San Roque Get-a-WayRustic Patio, Santa Barbara
Naturalist, hot tub with flagstone, Stone Fire Pit, adirondack chairs make a great outdoor living space.
What Houzz contributors are saying:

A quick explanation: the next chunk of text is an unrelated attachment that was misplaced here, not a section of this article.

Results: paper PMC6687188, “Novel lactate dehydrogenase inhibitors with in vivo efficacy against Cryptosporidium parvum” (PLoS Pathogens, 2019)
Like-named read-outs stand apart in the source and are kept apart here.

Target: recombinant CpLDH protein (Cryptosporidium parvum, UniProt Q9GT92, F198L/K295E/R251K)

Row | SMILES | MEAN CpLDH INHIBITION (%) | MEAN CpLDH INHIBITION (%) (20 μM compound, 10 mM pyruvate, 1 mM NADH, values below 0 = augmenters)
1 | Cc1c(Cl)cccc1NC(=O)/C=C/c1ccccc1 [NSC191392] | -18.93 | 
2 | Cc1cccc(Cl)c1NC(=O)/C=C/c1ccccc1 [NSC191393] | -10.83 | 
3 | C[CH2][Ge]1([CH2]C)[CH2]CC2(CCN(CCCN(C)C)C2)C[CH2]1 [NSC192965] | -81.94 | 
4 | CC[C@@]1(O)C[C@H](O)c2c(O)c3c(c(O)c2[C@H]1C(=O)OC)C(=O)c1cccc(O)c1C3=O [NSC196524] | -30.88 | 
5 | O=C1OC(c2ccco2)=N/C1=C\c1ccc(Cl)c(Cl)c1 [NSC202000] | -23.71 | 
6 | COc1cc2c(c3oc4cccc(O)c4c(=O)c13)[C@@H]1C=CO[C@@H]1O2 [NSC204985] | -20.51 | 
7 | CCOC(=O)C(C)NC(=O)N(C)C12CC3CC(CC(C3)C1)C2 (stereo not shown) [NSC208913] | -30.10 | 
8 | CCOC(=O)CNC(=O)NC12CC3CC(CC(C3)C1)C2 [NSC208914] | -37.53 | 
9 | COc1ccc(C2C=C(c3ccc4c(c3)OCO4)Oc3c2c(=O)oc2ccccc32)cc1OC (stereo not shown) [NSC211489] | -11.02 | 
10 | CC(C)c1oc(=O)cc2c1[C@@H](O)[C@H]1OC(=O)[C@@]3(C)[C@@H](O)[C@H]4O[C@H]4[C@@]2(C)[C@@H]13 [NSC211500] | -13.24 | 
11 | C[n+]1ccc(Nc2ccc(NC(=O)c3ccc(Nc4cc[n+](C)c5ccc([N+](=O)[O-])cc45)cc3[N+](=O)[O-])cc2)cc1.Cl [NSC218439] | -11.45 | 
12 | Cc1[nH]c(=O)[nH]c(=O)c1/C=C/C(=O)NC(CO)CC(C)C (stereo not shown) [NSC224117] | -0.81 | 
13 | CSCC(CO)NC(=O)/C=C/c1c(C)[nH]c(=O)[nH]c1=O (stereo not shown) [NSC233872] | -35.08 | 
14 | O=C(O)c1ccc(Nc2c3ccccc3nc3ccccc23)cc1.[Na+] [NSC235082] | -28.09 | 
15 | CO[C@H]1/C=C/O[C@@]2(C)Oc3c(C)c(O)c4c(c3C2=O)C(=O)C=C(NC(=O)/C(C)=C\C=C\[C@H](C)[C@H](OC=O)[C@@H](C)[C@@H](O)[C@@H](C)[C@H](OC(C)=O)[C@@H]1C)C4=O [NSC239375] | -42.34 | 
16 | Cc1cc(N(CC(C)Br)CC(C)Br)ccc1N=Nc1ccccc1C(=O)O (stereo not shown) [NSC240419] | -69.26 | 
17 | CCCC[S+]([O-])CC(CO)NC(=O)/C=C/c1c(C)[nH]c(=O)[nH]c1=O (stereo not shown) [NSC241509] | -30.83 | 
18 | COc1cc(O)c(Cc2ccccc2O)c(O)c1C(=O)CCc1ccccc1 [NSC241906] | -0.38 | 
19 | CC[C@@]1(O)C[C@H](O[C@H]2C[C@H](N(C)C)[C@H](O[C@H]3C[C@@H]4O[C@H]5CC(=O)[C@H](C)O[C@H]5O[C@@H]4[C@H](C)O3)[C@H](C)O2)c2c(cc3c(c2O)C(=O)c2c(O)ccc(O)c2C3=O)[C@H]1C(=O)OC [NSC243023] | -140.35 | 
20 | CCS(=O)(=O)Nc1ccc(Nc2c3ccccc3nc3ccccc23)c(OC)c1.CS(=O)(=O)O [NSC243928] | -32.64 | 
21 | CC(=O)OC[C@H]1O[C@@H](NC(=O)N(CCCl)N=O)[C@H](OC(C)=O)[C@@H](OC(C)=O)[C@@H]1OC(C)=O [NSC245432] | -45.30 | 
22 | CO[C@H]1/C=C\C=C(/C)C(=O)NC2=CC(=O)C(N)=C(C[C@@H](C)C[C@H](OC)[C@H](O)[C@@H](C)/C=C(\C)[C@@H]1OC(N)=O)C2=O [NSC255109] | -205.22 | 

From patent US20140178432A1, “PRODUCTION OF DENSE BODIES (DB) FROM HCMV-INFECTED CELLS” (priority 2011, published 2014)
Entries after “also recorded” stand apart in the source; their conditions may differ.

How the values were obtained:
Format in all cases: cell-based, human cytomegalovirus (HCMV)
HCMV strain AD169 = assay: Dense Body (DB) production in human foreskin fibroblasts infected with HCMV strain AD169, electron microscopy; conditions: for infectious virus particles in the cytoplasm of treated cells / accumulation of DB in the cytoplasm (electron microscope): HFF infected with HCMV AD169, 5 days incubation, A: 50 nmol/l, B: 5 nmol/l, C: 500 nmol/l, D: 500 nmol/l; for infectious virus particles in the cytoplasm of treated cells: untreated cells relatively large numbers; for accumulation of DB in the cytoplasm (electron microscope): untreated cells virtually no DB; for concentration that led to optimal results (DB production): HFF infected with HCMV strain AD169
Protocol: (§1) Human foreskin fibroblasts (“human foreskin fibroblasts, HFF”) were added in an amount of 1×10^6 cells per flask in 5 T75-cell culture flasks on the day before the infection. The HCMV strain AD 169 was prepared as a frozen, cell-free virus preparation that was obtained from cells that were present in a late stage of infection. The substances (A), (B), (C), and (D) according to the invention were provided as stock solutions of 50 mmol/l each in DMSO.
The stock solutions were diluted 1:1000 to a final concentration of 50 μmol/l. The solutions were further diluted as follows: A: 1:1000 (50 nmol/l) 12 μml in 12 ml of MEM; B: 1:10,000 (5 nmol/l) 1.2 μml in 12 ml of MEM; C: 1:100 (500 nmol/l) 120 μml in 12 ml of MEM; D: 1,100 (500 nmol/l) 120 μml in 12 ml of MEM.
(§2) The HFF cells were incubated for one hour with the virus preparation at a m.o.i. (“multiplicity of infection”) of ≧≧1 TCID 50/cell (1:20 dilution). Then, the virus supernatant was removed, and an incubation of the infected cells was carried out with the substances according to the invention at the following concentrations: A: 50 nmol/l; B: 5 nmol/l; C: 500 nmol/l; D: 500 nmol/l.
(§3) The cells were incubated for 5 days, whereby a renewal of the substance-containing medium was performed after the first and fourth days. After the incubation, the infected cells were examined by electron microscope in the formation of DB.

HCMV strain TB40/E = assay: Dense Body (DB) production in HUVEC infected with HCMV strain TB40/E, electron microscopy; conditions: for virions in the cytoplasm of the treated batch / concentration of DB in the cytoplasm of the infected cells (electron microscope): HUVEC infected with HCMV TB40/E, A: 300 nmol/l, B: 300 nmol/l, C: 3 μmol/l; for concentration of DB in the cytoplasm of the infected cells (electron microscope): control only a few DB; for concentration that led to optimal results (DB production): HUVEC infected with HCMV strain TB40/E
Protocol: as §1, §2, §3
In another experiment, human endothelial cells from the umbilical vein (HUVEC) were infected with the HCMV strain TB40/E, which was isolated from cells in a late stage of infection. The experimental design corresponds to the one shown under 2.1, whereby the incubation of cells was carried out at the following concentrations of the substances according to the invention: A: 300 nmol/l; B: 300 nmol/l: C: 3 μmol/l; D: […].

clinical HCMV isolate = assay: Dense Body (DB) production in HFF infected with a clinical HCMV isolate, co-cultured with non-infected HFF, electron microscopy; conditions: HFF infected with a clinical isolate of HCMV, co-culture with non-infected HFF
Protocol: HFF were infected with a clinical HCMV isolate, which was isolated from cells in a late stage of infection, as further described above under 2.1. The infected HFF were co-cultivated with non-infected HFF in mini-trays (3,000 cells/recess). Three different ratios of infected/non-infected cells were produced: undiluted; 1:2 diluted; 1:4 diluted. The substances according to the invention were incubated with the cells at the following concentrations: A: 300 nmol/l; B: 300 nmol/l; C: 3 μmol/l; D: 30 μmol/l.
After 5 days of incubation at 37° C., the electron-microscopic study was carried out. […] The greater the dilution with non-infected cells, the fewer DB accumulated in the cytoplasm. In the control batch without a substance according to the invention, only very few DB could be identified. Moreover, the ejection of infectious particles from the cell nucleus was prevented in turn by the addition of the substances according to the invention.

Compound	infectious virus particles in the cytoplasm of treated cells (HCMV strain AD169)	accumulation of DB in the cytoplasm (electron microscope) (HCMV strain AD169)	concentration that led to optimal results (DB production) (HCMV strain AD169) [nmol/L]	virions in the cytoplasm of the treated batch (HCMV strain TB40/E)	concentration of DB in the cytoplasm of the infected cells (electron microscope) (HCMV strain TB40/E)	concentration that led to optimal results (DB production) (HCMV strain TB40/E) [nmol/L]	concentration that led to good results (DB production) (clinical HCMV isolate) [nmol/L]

Shrink your water elements. In the traditional desert garden, water is used as the precious commodity that it is — in small focal-point fountains or narrow runnels that carry a trickle of water. For a sandy garden with drought-tolerant plants, I recommend thinking about water elements as small focal points used to create the mood or feeling of water without overwhelming the garden. The tub here is nestled nicely into the flagstone patio and is an appropriate scale for a medium-size yard. Using small water elements in a dry, sandy garden is both an aesthetic and environmental choice. If your sandy garden is in an arid or coastal climate, there is likely a higher evaporation rate from the water body due to high temperatures and strong winds. Keeping the water element small is a way to diminish water loss.More:8 Unthirsty Plants Help you Save Water in StyleThe Simple Secret to Gardening SuccessGardening Solutions for Heavy Clay Soils